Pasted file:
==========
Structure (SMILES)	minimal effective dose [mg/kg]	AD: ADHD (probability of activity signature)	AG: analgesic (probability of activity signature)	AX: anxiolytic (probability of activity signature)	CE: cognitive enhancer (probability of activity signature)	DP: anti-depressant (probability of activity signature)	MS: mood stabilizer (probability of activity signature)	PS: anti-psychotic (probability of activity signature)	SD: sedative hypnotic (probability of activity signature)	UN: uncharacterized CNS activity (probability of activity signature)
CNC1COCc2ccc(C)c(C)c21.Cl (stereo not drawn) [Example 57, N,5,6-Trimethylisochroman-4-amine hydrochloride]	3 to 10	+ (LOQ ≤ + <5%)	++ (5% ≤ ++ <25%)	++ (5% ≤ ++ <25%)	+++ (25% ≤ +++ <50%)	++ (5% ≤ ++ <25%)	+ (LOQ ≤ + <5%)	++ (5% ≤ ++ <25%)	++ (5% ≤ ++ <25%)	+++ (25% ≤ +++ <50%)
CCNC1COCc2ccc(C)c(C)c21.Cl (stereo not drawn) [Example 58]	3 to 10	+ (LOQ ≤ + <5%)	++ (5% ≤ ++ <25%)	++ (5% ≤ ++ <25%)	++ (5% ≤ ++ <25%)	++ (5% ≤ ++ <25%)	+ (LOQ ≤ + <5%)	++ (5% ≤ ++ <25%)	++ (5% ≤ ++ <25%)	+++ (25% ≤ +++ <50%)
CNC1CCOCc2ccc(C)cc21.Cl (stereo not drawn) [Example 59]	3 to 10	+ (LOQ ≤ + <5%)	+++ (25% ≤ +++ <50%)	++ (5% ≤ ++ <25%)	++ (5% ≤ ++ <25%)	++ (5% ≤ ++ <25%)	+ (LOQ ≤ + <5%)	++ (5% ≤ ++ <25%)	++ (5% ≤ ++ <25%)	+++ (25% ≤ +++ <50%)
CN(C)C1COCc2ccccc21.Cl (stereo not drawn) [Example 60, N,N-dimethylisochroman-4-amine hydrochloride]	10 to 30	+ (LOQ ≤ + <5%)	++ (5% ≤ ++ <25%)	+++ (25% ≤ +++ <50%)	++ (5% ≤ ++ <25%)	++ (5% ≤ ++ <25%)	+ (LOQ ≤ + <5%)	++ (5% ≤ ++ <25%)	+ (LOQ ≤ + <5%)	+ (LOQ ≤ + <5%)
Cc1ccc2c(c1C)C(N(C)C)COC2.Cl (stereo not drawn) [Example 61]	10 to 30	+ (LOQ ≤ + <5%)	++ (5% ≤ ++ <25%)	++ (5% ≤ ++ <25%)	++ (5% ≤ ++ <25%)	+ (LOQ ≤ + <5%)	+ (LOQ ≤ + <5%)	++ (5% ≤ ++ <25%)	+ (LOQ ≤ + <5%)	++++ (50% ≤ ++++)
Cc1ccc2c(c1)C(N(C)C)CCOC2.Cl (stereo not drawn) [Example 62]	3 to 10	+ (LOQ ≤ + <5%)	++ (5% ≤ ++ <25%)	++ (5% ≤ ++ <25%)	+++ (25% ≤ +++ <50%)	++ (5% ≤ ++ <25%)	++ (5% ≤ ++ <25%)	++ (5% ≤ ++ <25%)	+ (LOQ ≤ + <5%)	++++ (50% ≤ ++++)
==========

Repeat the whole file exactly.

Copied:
Structure (SMILES)	minimal effective dose [mg/kg]	AD: ADHD (probability of activity signature)	AG: analgesic (probability of activity signature)	AX: anxiolytic (probability of activity signature)	CE: cognitive enhancer (probability of activity signature)	DP: anti-depressant (probability of activity signature)	MS: mood stabilizer (probability of activity signature)	PS: anti-psychotic (probability of activity signature)	SD: sedative hypnotic (probability of activity signature)	UN: uncharacterized CNS activity (probability of activity signature)
CNC1COCc2ccc(C)c(C)c21.Cl (stereo not drawn) [Example 57, N,5,6-Trimethylisochroman-4-amine hydrochloride]	3 to 10	+ (LOQ ≤ + <5%)	++ (5% ≤ ++ <25%)	++ (5% ≤ ++ <25%)	+++ (25% ≤ +++ <50%)	++ (5% ≤ ++ <25%)	+ (LOQ ≤ + <5%)	++ (5% ≤ ++ <25%)	++ (5% ≤ ++ <25%)	+++ (25% ≤ +++ <50%)
CCNC1COCc2ccc(C)c(C)c21.Cl (stereo not drawn) [Example 58]	3 to 10	+ (LOQ ≤ + <5%)	++ (5% ≤ ++ <25%)	++ (5% ≤ ++ <25%)	++ (5% ≤ ++ <25%)	++ (5% ≤ ++ <25%)	+ (LOQ ≤ + <5%)	++ (5% ≤ ++ <25%)	++ (5% ≤ ++ <25%)	+++ (25% ≤ +++ <50%)
CNC1CCOCc2ccc(C)cc21.Cl (stereo not drawn) [Example 59]	3 to 10	+ (LOQ ≤ + <5%)	+++ (25% ≤ +++ <50%)	++ (5% ≤ ++ <25%)	++ (5% ≤ ++ <25%)	++ (5% ≤ ++ <25%)	+ (LOQ ≤ + <5%)	++ (5% ≤ ++ <25%)	++ (5% ≤ ++ <25%)	+++ (25% ≤ +++ <50%)
CN(C)C1COCc2ccccc21.Cl (stereo not drawn) [Example 60, N,N-dimethylisochroman-4-amine hydrochloride]	10 to 30	+ (LOQ ≤ + <5%)	++ (5% ≤ ++ <25%)	+++ (25% ≤ +++ <50%)	++ (5% ≤ ++ <25%)	++ (5% ≤ ++ <25%)	+ (LOQ ≤ + <5%)	++ (5% ≤ ++ <25%)	+ (LOQ ≤ + <5%)	+ (LOQ ≤ + <5%)
Cc1ccc2c(c1C)C(N(C)C)COC2.Cl (stereo not drawn) [Example 61]	10 to 30	+ (LOQ ≤ + <5%)	++ (5% ≤ ++ <25%)	++ (5% ≤ ++ <25%)	++ (5% ≤ ++ <25%)	+ (LOQ ≤ + <5%)	+ (LOQ ≤ + <5%)	++ (5% ≤ ++ <25%)	+ (LOQ ≤ + <5%)	++++ (50% ≤ ++++)
Cc1ccc2c(c1)C(N(C)C)CCOC2.Cl (stereo not drawn) [Example 62]	3 to 10	+ (LOQ ≤ + <5%)	++ (5% ≤ ++ <25%)	++ (5% ≤ ++ <25%)	+++ (25% ≤ +++ <50%)	++ (5% ≤ ++ <25%)	++ (5% ≤ ++ <25%)	++ (5% ≤ ++ <25%)	+ (LOQ ≤ + <5%)	++++ (50% ≤ ++++)